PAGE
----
By Sophie Sabbage
As a 48 year old wife and mother with late stage cancer in my lungs, lymph nodes, bones and brain I had been quietly hoping that Lord Saatchi’s Medical Innovation Bill would make it through the House of Commons – unusual as that outcome may have been for a private member’s bill. But hey, he got it through the Lords, had The Telegraph backing his cause and won considerable support in the country, so there was some cause for excitement.
Sadly, it was not to be. Norman Lamb, the Lib Dem Health Minister, blocked it on the basis that “some highly vulnerable people, desperate for a chance of recovery or remission, could be easy prey for exploitation by the few unscrupulous practitioners who peddle false hope.”
Margaret McCartney, a GP in Glasgow, called the bill “an open door to quackery” and claims “there are already many expensive clinics already peddling false hope in the form of unproved or disproved interventions for cancer and other serious illnesses.” [paid access article]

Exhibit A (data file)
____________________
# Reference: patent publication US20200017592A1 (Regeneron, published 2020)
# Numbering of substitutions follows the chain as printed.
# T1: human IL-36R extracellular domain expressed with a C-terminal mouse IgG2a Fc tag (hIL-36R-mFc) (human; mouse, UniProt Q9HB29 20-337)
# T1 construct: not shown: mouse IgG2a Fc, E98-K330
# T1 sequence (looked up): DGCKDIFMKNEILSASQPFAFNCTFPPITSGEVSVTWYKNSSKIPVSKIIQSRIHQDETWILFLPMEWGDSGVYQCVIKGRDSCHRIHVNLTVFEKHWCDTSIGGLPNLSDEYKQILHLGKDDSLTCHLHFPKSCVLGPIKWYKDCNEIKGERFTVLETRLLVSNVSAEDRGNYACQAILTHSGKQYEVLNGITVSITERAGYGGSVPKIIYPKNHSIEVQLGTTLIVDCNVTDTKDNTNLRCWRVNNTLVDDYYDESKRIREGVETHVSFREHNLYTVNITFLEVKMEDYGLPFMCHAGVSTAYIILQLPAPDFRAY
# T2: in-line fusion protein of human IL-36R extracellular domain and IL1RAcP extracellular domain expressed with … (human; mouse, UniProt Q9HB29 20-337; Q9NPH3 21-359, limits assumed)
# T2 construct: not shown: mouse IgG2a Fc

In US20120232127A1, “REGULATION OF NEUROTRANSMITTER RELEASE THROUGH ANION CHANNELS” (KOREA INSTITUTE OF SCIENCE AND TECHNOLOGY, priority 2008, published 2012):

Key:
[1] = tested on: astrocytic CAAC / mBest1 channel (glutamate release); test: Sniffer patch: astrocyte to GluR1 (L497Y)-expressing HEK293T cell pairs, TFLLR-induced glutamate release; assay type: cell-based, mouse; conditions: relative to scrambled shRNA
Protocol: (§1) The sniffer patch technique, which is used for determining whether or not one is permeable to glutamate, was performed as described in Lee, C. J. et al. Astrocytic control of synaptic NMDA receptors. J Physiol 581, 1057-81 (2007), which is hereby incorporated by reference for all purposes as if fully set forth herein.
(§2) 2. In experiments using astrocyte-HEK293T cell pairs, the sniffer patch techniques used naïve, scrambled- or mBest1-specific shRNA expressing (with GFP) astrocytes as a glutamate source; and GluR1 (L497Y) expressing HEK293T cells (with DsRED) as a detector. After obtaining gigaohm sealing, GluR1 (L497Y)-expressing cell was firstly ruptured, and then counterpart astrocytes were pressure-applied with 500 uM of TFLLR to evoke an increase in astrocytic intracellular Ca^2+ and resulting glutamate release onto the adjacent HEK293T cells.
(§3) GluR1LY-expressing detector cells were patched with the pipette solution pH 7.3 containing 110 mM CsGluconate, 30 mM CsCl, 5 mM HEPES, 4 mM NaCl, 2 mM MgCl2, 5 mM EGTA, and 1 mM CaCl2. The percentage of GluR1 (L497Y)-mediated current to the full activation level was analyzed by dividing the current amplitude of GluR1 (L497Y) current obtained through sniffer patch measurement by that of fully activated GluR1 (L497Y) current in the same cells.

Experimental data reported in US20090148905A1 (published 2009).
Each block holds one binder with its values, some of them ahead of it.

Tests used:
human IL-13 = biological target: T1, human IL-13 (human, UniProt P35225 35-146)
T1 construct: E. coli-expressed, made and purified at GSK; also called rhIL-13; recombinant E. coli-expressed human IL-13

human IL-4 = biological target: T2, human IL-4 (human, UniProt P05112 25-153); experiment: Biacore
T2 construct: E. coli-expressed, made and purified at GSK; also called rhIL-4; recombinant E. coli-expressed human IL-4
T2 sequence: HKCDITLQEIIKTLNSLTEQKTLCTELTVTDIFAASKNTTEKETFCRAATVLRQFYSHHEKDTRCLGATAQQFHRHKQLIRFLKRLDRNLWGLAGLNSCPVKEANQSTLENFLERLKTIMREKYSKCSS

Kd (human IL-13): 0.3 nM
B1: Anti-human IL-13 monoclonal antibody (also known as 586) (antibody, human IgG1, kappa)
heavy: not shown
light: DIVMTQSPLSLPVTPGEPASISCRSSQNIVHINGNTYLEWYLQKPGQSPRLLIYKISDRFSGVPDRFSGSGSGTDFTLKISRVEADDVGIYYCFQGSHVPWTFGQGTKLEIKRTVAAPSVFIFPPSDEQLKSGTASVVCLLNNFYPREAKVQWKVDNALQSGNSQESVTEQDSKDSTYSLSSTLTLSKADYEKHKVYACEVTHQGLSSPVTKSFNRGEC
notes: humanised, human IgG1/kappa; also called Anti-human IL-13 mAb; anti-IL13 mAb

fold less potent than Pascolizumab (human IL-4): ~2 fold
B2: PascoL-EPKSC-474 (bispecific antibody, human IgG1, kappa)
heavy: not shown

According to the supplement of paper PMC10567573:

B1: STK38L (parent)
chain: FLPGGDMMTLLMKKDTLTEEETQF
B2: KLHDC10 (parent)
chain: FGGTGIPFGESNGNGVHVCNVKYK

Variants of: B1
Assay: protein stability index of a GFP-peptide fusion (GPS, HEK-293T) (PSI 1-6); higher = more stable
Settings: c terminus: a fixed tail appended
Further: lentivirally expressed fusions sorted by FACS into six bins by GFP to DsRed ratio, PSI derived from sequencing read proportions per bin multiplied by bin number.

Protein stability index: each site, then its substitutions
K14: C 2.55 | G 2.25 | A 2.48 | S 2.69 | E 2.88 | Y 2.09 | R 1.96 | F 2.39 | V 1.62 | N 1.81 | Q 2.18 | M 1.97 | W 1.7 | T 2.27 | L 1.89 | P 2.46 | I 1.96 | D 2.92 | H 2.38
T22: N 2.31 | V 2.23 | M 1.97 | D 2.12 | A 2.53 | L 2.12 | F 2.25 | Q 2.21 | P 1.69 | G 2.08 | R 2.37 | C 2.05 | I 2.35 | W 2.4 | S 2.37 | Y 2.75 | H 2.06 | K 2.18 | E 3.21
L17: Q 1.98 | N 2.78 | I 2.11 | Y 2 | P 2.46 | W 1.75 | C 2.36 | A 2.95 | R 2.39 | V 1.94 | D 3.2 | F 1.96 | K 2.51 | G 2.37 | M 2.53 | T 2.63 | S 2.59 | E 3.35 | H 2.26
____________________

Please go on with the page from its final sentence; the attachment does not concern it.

Discounting valid treatments
I don’t doubt there are some exploitative clinics and unscrupulous practitioners who take advantage of people’s vulnerability and fear. Of course there are. But it seems to me that my vulnerability is also being used to score political points and justify a medical perspective that too easily discounts valid treatments that don’t conform to conventional paradigms.
Michael Baum, professor emeritus of surgery and visiting professor of medical humanities, University College London states in the British Medical Journal [paid access article] that “unproved treatments already blight the lives of many; bizarre diets… deny patients the pleasure of self-indulgence in choice of food or drinks. Money can be squandered on trips to healers, and, in the desperate search for a miracle cure, patients can be denied a dignified and decent death in the comfort of their own homes and in the embrace of their families.”